Across the Zodiac eBook

Percy Greg
This eBook from the Gutenberg Project consists of approximately 490 pages of information about Across the Zodiac.
but by no means fullest development the characteristics of Martial physiognomy; or rather the characteristic beauty of a family in which the finest traits of that physiognomy are unmixed with any of its meaner or harsher peculiarities.  The hands, long, slight, and soft, the unsandalled feet, not less perfectly shaped, could only have belonged to the child of ancestors who for more than a hundred generations have never known hard manual toil, rough exposure, or deforming, cramping costume; even as every detail of her beauty bore witness to an immemorial inheritance of health unbroken by physical infirmity, undisturbed by violent passions, and developed by an admirable system of physical and mental discipline and culture.  The absence of veil and sleeves left visible the soft rounded arms and shoulders, in whose complexion a tinge of pale rose seemed to shine through a skin itself of translucent white; the small head, and the perfection of the slender neck, with the smooth unbroken curve from the ear to the arm.  Her long hair, fastened only by a silver band woven in and out behind the small rounded ears, fell almost to her knee; and, as it caught the bright rays of the morning sun, I discerned for the first time the full beauty of that tinge of gold which varied the colour of the rich, soft, brown tresses.  As her sex are seldom exposed to the cold of the night or the mists, their underclothing is slight and close fitting.  Eveena’s thin robe, of the simplest possible form—­two wide straight pieces of a material lustrous as satin but rivalling the finest cambric in texture (lined with the same fabric reversed), sewn together from the hem of the skirt to the arm, and fastened again by the shoulder clasps—­fell perfectly loose save where compressed by the zone or by the movements of the wearer; and where so compressed, defined the outlines of the form as distinctly as the lightest wet drapery of the studio.  Her dress, in short, achieved in its pure simplicity all at which the artistic skill of matrons, milliners, and maidens aims in a Parisian ball costume, without a shadow of that suggestive immodesty from which ball costumes are seldom wholly free.  Exactly reversing Terrestrial practice, a Martial wife reserves for strictest domestic privacy that undressed full-dress, that frank revelation of her beauty, which the matrons of London, Paris, or New York think exclusively appropriate to the most public occasions.  Till now, while still enjoying the liberty allowed to maidens in this respect, Eveena, by the arrangement of her veil, had always given to her costume a reserve wholly unexceptionable, even according to the rules enforced by the customs of Western Europe on young girls not yet presented in the marriage market of society.  A new expression, or one, at least, which I had never before seen there, gave to her face a strange and novel beauty; the beauty, I wish to think, of shy, but true happiness; felt, it may be, for the first time, and softened, I fear,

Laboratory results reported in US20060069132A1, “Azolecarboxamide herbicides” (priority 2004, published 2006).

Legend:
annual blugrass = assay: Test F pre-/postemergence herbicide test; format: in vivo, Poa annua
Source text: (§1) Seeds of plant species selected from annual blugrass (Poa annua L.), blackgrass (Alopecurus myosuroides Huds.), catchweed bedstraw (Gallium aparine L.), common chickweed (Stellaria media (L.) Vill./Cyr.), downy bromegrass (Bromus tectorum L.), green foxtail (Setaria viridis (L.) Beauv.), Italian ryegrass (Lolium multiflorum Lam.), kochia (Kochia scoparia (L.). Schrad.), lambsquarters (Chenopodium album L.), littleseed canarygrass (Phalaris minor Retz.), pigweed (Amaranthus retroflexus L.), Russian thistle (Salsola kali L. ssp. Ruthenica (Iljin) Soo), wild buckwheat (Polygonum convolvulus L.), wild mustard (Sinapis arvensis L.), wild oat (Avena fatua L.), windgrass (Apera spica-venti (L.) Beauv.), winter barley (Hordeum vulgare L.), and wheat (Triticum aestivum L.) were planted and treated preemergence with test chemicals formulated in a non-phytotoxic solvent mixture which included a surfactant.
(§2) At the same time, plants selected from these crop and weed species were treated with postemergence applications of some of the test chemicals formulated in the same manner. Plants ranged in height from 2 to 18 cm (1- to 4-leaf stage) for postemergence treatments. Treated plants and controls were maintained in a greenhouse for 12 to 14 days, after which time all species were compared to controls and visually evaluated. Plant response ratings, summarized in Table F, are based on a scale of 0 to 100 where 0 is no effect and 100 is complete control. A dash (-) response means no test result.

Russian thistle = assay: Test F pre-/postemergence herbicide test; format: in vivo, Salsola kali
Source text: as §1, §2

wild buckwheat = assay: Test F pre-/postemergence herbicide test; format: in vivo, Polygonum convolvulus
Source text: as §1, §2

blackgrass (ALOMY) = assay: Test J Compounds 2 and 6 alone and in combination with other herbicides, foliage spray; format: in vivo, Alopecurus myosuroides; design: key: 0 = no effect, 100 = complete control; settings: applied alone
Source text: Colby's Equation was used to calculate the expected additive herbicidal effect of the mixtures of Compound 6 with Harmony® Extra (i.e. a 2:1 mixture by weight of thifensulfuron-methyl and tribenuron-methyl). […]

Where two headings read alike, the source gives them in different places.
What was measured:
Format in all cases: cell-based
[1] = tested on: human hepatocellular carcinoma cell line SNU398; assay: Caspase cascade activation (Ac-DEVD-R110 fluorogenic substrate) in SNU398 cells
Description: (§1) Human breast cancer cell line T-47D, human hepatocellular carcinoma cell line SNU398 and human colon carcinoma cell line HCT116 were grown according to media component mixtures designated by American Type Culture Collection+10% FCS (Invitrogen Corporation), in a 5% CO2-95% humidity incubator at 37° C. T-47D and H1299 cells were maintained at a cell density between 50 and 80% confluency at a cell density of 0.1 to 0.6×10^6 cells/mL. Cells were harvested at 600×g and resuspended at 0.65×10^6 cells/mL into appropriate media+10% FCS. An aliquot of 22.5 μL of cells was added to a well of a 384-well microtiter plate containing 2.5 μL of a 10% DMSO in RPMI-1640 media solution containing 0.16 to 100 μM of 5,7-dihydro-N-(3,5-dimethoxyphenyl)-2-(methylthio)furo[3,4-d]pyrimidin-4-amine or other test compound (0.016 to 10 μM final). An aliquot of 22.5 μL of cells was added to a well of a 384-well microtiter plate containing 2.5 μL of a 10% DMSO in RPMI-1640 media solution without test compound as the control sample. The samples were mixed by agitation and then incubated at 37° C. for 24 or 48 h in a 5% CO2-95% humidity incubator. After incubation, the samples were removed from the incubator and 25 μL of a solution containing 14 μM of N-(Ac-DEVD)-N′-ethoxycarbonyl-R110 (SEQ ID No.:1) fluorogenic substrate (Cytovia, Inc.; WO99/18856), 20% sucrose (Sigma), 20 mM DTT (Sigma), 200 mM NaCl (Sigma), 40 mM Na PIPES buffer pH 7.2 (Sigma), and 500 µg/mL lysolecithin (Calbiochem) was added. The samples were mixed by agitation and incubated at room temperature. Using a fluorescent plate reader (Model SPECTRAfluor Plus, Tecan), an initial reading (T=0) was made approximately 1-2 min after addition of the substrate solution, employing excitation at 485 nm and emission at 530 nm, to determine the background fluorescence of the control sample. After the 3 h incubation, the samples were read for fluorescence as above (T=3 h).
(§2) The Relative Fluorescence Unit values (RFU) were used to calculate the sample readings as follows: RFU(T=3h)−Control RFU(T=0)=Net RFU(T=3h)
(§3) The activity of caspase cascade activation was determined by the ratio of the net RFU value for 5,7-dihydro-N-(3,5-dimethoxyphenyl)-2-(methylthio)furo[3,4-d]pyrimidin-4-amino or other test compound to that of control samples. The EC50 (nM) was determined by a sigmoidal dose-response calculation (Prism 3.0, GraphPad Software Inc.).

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Across the Zodiac from Project Gutenberg. Public domain.
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